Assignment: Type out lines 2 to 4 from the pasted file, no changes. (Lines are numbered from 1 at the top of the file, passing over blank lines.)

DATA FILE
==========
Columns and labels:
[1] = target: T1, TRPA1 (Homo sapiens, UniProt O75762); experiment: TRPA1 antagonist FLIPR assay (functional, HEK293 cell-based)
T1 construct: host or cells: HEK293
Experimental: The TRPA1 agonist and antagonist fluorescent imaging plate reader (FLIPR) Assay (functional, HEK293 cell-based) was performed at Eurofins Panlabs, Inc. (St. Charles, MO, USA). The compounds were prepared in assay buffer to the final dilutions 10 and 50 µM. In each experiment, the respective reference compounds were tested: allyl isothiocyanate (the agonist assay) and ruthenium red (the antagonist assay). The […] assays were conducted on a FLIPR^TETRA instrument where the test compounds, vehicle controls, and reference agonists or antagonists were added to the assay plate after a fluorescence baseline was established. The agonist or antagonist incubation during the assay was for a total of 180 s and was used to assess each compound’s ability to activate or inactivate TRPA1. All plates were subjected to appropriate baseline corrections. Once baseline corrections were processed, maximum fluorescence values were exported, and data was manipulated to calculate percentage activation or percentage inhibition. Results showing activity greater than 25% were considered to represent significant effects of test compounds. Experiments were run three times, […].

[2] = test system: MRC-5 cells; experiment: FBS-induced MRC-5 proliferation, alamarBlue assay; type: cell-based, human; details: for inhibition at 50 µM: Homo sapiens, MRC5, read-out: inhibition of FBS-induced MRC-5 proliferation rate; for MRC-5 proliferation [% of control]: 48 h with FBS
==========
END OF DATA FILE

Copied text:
[1] = target: T1, TRPA1 (Homo sapiens, UniProt O75762); experiment: TRPA1 antagonist FLIPR assay (functional, HEK293 cell-based)
T1 construct: host or cells: HEK293
Experimental: The TRPA1 agonist and antagonist fluorescent imaging plate reader (FLIPR) Assay (functional, HEK293 cell-based) was performed at Eurofins Panlabs, Inc. (St. Charles, MO, USA). The compounds were prepared in assay buffer to the final dilutions 10 and 50 µM. In each experiment, the respective reference compounds were tested: allyl isothiocyanate (the agonist assay) and ruthenium red (the antagonist assay). The […] assays were conducted on a FLIPR^TETRA instrument where the test compounds, vehicle controls, and reference agonists or antagonists were added to the assay plate after a fluorescence baseline was established. The agonist or antagonist incubation during the assay was for a total of 180 s and was used to assess each compound’s ability to activate or inactivate TRPA1. All plates were subjected to appropriate baseline corrections. Once baseline corrections were processed, maximum fluorescence values were exported, and data was manipulated to calculate percentage activation or percentage inhibition. Results showing activity greater than 25% were considered to represent significant effects of test compounds. Experiments were run three times, […].